Nov 102017
 
best covers 1987

Last year I did a roundup of the Best Cover Songs of 1996. It was a fun project to retroactively compile one of our year-end lists for a year before Cover Me was born. I wanted to do it again this year, but continuing the twentieth-anniversary theme with 1997 seemed a little boring. Turns out 1997 also featured a bunch of Afghan Whigs covers.

So to mix it up, I decided to go a decade further back and look at 1987. Needless to say, the landscape looked very different for covers. For one, far more of that year’s biggest hits were covers than we saw for 1996. The year had #1 cover hits in Heart’s “Alone,” the Bangles’ “Hazy Shade of Winter,” Los Lobos’ “La Bamba,” Tiffany’s “I Think We’re Alone Now,” Club Nouveau’s “Lean on Me,” and Kim Wilde’s “You Keep Me Hangin’ On.” Plus ubiquitous hits that didn’t quite top the charts, but remain staples of the songs-you-didn’t-know-were-covers lists, Buster Poindexter’s “Hot Hot Hot” and George Harrison’s “Got My Mind Set On You.” Continue reading »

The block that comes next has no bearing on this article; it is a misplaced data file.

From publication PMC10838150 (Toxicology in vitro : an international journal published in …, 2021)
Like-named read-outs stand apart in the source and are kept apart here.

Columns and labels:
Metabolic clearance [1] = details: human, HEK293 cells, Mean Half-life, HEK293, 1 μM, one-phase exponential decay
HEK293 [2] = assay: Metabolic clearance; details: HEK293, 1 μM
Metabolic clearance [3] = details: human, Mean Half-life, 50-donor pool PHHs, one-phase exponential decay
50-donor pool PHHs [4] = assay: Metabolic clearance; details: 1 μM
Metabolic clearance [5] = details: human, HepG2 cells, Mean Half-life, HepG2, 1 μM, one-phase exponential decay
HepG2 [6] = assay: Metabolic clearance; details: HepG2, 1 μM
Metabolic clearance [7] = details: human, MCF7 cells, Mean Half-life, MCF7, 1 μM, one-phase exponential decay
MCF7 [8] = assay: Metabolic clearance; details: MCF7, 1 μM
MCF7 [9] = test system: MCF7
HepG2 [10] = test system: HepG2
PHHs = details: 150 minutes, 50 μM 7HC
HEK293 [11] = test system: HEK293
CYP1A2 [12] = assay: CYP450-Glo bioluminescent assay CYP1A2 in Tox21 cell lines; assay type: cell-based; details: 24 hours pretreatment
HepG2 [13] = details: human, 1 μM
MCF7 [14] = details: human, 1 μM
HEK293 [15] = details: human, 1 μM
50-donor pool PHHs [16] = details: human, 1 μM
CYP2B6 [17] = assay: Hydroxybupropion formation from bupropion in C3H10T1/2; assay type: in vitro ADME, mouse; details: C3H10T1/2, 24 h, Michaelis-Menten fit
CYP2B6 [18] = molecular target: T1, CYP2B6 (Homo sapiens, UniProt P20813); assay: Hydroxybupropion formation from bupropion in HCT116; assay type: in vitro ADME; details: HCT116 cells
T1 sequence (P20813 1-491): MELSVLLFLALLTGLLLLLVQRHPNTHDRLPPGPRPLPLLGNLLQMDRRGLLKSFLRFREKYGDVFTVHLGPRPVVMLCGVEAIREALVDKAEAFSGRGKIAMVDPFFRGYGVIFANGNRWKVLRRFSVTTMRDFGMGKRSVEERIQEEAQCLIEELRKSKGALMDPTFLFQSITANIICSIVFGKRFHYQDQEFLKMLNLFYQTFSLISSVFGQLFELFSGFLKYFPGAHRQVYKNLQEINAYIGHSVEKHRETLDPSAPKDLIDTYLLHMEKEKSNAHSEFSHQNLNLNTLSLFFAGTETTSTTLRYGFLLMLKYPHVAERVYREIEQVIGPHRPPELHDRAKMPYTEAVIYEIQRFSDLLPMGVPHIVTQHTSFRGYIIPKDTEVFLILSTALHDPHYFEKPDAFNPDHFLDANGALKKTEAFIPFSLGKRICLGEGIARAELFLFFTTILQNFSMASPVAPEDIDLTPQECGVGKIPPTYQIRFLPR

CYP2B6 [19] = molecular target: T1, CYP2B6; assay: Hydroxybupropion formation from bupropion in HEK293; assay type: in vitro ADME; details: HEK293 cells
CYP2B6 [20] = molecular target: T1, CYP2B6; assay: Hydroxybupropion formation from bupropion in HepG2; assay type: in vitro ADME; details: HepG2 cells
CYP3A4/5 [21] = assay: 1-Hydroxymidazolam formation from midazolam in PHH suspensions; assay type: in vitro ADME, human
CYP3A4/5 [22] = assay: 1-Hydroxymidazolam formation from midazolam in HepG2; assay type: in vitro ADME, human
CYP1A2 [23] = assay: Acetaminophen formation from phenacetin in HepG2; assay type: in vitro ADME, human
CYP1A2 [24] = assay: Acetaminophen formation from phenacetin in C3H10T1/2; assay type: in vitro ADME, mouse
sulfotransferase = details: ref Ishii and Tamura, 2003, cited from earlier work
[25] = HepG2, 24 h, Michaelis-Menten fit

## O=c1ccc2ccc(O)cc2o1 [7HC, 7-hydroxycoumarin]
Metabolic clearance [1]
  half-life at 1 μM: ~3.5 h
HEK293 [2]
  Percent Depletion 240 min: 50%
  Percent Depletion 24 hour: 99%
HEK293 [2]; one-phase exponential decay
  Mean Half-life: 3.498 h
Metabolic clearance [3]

Aug 132013
 

Five Good Covers presents five cross-genre reinterpretations of an oft-covered song.

“Tower of Song” was released in the late ’80s on Leonard Cohen’s album I’m Your Man. Open to interpretation by zealous music fans arguing over beers at 3 a.m., “Tower” is often thought to be an allegorical song about Cohen’s self-flagellation during his own songwriting (and when you write a song about songwriting, it becomes an ourobourus on many levels). It’s not been covered as often as other Cohen hits, but its allusions to Cohen trying to clack out a song in his invisible prison while the clock of death is ticking makes it one of his most memorable songs. Cohen spent six years of the ’90s in a Buddhist monastery trying to seek enlightenment. But you, dear reader, can achieve the same by listening to these covers below.
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